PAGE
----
donderdag 27 maart 2008

Mijn muziek (20)

Roy Henry ("King" Henry) (fl. around 1410) was an English composer, almost certainly a king of England, probably Henry V, but also possibly Henry IV. His music, two compositions in all, appears in a position of prominence in the Old Hall Manuscript.
Musicologists have not been able to agree on which English monarch wrote the two mass movements which appear, at the head of their respective sections, in the Old Hall Manuscript. Henry V, who reigned from 1413 to 1422, was known to have cultivated music in his youth (even Shakespeare alludes to this). An early biography of Henry V states:
"...he was in his youth a diligent follower of idle practices, much given to instruments of music, and fired with the torches of Venus herself."
Henry IV, who reigned from 1399 to 1413, was already in his declining years during the period in which the music was most likely written, since stylistic evidence places it around 1410. In addition, there is somewhat less evidence of his being an accomplished musician than his son. Since the portion of the manuscript containing Roy Henry's music may have been compiled somewhat later, it is possible that Henry V was king while the scribe transcribed his music, hence would have been given the name "Roy" Henry, even though he had written it during the "dissolute" years of his youth. Alas for biographers, the music contains no reference to a Sir John Falstaff.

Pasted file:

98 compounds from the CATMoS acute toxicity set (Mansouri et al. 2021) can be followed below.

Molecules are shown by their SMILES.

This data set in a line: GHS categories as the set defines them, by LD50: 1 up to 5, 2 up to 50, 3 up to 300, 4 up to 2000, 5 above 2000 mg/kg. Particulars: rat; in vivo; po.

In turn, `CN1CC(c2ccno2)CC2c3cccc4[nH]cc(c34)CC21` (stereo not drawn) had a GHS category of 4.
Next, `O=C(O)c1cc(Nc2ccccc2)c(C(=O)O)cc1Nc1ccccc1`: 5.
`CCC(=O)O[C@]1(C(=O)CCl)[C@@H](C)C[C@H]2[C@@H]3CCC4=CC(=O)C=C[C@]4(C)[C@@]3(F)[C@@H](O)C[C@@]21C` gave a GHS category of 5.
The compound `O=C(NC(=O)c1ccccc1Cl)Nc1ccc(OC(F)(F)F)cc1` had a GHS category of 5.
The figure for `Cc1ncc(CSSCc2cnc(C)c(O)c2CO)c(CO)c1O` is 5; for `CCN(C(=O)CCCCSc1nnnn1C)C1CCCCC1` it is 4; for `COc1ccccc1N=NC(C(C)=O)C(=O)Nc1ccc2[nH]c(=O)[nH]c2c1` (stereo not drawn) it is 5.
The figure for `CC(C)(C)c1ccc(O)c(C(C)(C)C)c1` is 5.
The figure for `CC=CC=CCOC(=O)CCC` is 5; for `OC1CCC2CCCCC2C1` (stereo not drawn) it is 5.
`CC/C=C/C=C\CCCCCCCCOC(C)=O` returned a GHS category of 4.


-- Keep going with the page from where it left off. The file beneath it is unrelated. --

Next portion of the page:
Recent research has shown that work on the Old Hall Manuscript probably ceased on the death of Thomas, Duke of Clarence, in 1421. Since Thomas was King Henry V's brother, and his chapel's musicians are now known to have included Leonel Power, and the manuscript itself passed to Henry V's chapel on the death of Thomas, the weight of evidence is beginning to favor Henry V as the identity of Roy Henry.
Roy Henry's music consists of two movements of the ordinary of the mass: a Gloria and a Sanctus, both for three voices, and written in a fairly low register. The music itself is skillfully written, and unusually for the time, no specific plainchant can be identified as a source; both pieces may be freely composed, or the underlying chant may be part of the enormous lost repertory of music from the early 15th century, hence unidentifiable (the vast majority of manuscripts of the time were destroyed in the 1530s during Henry VIII's Dissolution of the Monasteries).

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